The realized price of aluminum for Alcoa fell by 12% year-over-year which impacted revenues by around $1 billion. The company charges a premium on LME benchmark prices and witnessed these premiums coming under pressure.
Productivity Related Improvements Offset Cost Escalations
Alcoa managed to increase the productivity of its operations and reduce costs. The company estimated that the benefits due to these amounted to $1.3 billion for the whole year. While overall operating costs increased this year, mainly on account of higher prices for natural gas, fuel oil and transportation costs, they were more than compensated for due to productivity related improvements. While additional cost escalation for the year amounted to $670 million, the value captured through productivity improvement amounted to $786 million. The additional value boosted the company’s bottom line. Considering that Alcoa’s net income for the full year stood at $191 million, it is a pretty significant contributor to profitability. Since it is only to be expected that in a weak economic scenario neither demand nor volumes sold would increase much, productivity would always be an important factor in determining profitability.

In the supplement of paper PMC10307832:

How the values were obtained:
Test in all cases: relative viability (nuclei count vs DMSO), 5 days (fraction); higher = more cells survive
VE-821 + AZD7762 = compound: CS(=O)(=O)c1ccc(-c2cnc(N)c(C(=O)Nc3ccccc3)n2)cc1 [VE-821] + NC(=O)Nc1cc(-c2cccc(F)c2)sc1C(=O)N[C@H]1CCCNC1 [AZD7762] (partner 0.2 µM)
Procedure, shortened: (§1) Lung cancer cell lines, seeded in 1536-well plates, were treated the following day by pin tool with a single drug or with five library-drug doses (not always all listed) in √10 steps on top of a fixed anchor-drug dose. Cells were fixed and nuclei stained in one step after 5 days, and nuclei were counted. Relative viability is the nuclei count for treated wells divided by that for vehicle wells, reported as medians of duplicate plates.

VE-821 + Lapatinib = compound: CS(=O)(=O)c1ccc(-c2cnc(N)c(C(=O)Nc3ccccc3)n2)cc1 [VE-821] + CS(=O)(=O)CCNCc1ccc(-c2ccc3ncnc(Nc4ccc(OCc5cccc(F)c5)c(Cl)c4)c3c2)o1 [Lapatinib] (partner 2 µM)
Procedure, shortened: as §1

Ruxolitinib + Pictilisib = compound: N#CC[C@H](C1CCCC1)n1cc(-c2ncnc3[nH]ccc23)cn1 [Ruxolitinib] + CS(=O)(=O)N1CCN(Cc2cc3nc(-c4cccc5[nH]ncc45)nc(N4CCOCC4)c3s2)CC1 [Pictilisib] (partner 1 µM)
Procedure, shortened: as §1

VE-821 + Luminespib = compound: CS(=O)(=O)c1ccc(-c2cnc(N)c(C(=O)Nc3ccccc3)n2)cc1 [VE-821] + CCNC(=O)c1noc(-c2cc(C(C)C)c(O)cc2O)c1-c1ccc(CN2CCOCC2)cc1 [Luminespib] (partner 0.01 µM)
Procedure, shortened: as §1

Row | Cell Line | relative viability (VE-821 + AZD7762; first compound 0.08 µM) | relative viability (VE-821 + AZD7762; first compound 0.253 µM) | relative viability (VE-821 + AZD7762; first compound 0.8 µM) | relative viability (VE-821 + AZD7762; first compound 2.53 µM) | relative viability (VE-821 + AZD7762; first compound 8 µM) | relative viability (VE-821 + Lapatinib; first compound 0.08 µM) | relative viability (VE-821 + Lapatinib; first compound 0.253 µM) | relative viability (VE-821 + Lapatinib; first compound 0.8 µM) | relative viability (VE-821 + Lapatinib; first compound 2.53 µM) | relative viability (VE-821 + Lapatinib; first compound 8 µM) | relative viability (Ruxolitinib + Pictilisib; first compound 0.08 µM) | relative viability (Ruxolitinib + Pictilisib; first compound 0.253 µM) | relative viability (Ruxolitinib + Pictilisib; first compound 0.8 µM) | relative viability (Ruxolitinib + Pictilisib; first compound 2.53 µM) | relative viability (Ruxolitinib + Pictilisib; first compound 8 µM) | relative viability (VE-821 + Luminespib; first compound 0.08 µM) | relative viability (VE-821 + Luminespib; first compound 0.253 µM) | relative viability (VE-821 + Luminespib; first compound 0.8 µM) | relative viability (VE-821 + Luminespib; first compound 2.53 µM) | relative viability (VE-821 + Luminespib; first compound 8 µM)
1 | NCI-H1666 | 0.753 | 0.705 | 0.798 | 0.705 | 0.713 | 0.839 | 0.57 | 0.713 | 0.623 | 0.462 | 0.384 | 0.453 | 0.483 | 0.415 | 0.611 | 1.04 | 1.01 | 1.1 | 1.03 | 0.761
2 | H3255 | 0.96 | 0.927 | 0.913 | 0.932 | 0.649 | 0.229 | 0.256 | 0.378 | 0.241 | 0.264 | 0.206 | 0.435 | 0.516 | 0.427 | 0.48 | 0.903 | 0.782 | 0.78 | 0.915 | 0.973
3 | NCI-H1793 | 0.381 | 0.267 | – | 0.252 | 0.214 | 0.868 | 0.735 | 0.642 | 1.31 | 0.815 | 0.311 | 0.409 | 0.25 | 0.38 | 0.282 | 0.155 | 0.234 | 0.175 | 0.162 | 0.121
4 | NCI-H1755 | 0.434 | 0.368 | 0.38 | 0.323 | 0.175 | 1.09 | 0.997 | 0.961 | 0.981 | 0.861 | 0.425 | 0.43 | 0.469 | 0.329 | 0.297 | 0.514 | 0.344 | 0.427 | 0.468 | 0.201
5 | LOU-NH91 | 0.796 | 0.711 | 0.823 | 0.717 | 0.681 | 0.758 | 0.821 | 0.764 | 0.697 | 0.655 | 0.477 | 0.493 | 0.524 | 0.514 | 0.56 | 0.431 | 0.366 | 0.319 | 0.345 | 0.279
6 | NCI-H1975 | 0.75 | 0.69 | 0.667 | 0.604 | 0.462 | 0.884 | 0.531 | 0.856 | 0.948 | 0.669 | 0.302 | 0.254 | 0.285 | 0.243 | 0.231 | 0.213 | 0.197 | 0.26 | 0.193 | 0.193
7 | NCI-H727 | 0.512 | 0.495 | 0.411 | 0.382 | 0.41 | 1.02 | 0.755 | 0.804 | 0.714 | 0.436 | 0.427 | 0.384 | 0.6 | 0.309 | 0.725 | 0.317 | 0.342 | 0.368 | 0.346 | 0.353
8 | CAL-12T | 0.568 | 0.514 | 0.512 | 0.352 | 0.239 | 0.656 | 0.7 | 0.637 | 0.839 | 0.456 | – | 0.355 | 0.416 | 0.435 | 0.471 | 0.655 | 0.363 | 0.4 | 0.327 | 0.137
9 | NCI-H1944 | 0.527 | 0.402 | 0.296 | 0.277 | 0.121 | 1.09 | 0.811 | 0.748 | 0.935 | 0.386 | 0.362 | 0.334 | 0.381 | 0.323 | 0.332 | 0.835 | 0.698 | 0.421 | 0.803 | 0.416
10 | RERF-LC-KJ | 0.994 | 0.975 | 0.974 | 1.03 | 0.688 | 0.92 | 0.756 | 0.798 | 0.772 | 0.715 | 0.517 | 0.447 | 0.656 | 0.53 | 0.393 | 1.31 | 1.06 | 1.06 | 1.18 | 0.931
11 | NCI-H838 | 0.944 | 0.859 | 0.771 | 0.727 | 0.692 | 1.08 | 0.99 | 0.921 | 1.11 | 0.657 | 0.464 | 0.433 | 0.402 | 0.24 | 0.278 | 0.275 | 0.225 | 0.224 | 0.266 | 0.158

Automotive And Aerospace Segments
Alcoa witnessed robust global growth in the aerospace segment to the tune of 13-14%. The bulk of this growth came due to demand for commercial planes rather than civilian aircraft. Going forward, while Alcoa predicts a constant 9-10% growth rate in this segment, we think that some caution is warranted beyond a couple of years.